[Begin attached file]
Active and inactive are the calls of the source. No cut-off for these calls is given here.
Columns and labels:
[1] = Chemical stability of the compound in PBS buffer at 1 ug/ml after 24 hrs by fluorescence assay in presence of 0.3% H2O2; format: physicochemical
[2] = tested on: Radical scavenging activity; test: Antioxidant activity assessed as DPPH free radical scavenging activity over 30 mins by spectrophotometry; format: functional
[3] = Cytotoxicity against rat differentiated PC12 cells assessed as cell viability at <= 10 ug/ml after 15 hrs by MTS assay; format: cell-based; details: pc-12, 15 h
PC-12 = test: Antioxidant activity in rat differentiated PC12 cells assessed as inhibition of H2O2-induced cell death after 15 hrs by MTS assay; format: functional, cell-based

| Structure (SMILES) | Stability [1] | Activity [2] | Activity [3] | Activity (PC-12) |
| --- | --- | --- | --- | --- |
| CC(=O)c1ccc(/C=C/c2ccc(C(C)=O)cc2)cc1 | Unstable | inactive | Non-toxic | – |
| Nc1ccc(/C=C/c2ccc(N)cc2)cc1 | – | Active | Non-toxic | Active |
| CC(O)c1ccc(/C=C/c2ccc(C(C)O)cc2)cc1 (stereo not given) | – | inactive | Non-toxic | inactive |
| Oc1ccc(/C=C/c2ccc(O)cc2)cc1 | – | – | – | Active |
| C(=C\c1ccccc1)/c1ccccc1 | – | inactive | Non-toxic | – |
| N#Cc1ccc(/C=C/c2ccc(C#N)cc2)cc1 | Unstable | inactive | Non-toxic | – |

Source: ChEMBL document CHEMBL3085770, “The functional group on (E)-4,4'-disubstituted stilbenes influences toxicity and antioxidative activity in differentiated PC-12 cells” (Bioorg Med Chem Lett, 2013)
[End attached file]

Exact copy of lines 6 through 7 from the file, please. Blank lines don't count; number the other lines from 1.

PC-12 = test: Antioxidant activity in rat differentiated PC12 cells assessed as inhibition of H2O2-induced cell death after 15 hrs by MTS assay; format: functional, cell-based

| Structure (SMILES) | Stability [1] | Activity [2] | Activity [3] | Activity (PC-12) |